Without further ado, here are my top 7 books of 2018:

your creative career

7. Your Creative Career by Anna Sabino

This was an excellent book with a more philosophical take on being a creative. I would recommend it for those who need to get into the mindset of being an artist and a businessperson. It’s very pithy. It’s got great aphorisms that you can take to heart.

war_of_art

6. The War of Art by Steven Pressfield

This short book will inspire those of us who want to create but are too afraid of taking the plunge. I don’t agree with all the language in it or even all the ideas. However, it has helped me focus, and I read it every so often in order to reorient myself.

hillbilly_elegy

5. Hillbilly Elegy by J.D. Vance

I descend from hillbilly stock on both sides of my family, so this book was eye-opening for me. I even grew up in a place nicknamed “Hazeltucky” (that wasn’t a compliment, either). Even though I’m a few more generations removed than Mr. Vance, I still could see some of the same mindset struggles in my own life.

ren soul

4. The Renaissance Soul by Margaret Lobenstine

Those of us with multiple interests and skill-sets often struggle. We don’t know how to use our skills to create an income and a life we actually want to live. Thankfully, Ms. Lobenstine specializes in helping people with multiple skills/interests find careers. I highly recommend this book if you are of this mind and are looking to change your life.

intellectuals and society

3. Intellectuals and Society by Thomas Sowell

This was the first book that I’ve read by the great thinker, Thomas Sowell. To be honest, it was a bit dense. I struggled to read some of it. What kept me going was the fact that the material was so great. Having spent  a lot of time in academia, I’ve met people with the bias Mr. Sowell is attacking. All too often, people with degrees look down on people who don’t. We should value people’s opinions based on the merits of their argument, instead of judging them based on how wittily they express their opinions or how many letters they put after their name.

ethnic america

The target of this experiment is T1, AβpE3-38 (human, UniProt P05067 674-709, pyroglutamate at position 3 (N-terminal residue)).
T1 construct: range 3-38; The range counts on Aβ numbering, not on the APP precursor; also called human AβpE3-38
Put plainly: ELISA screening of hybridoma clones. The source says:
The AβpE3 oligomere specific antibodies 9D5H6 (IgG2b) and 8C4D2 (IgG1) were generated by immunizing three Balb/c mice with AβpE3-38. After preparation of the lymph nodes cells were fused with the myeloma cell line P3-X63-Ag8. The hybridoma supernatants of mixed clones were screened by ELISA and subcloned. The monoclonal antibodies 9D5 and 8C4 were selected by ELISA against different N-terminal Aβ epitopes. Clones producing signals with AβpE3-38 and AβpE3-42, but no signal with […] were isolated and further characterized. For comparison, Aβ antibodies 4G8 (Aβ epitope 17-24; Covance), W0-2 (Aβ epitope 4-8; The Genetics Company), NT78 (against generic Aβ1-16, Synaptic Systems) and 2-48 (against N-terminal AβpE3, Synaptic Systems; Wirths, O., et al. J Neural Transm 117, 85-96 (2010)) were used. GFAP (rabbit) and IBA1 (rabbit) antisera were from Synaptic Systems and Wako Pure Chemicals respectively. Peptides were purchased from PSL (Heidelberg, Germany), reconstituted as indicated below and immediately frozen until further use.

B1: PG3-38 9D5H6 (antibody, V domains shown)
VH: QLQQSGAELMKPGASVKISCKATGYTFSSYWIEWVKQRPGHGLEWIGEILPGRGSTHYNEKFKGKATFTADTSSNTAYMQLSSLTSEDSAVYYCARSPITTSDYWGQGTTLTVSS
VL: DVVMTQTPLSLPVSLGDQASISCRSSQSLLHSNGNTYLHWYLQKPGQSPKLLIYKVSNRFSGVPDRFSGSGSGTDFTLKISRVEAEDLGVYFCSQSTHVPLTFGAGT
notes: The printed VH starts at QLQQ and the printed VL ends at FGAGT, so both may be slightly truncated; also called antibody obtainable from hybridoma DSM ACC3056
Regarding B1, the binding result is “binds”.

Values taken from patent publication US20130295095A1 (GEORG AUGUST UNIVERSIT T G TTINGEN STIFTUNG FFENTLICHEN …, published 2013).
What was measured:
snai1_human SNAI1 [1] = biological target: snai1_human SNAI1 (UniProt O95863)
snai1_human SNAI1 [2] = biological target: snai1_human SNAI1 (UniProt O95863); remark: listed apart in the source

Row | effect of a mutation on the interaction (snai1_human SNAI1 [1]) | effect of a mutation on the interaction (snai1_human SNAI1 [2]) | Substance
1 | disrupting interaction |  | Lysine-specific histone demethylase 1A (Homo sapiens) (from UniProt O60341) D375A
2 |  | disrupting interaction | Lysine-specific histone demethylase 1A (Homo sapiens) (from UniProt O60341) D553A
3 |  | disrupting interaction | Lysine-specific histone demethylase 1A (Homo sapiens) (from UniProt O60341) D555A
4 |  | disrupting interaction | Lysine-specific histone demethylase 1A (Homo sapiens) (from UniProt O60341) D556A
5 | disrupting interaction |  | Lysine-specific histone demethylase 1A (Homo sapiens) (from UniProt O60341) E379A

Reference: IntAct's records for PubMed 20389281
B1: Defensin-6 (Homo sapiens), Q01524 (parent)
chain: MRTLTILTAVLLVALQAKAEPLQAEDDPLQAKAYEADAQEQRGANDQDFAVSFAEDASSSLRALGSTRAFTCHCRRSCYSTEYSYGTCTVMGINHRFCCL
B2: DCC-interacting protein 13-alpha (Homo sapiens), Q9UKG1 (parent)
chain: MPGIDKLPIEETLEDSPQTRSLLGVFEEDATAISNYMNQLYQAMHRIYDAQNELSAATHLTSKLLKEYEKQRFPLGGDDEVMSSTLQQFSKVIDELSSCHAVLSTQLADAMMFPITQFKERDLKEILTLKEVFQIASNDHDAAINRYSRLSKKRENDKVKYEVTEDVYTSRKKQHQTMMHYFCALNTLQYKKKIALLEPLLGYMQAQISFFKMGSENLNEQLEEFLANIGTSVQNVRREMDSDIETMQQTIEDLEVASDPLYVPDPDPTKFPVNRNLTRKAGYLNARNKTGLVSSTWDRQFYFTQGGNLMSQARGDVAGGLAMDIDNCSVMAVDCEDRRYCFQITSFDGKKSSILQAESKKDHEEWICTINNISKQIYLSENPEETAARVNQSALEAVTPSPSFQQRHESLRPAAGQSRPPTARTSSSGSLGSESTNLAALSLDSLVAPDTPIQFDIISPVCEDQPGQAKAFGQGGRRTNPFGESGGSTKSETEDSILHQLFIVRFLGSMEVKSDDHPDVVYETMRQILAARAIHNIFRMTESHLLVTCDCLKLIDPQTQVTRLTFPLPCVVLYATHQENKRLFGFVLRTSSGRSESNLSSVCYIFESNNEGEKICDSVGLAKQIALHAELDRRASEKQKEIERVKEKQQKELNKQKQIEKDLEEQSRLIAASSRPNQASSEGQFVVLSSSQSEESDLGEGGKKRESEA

2. Ethnic America by Thomas Sowell

I know, two books by the same guy? This was much more readable than the other book I read, and it was a fascinating read. Learning about the struggles of the major ethnic groups (at least, up to the 1980s—seriously, it needs updated) in America gave me a lot of context. Highly recommended!

the money book

1. The Money Book for Freelancers, Part-timers, and the Self-employed by Joseph D’Agnese

The Money Book has changed my life more than any other book this past year. It contains a ton of helpful information on how to deal with personal finances when you have irregular income. Because of this book, I have saved more than I ever have! If you are a working creative, you need to get this book!!!!!!!

The Unforgivable Sin in Music

As musicians, we are always pursuing the perfect performance. We spend years honing our craft. We practice incessantly, sometimes for hours every day. We pay experienced teachers lots of money, hoping that they give us the skills to play that one scale perfectly or sing that beautifully placed high note.

I’m here to tell you that all of that will only take you so far. There are lots of people who can play technically proficient music that I don’t want to listen to, and there are lots of people with significant flaws in technique that I do want to listen to. For crying out loud, computers can play things more accurately than a human ever could. It doesn’t mean I’m gonna go to a concert played by computers.

So what do I look for in a performance or a composition? I want to feel something. Make me feel the thrill of love or the despair of abandonment, the grandeur of the Grand Canyon or the sheer power of Niagara. Draw me in. Give me no chance to look away. Do this, and I promise you I will pay attention.

The ability to express these powerful emotions engages the listener. This is what separates a good artist from a great one.  Ultimately, audiences will forgive a musician who plays wrong notes; they won’t forgive a musician who consistently fails to move them.

This is what I strove to do when I recorded the ballad that I wrote, The Hunter and His Love (Spotify, Amazon, and itunes). Did the musicians and I perform it 100% correctly? Nope. There will always be mistakes even if others don’t notice them. That’s not the most important question. Did you feel the darkness of a world where even the heroes can die? Did you feel the dark, personal tole paid by the heroes? That was what I was going for.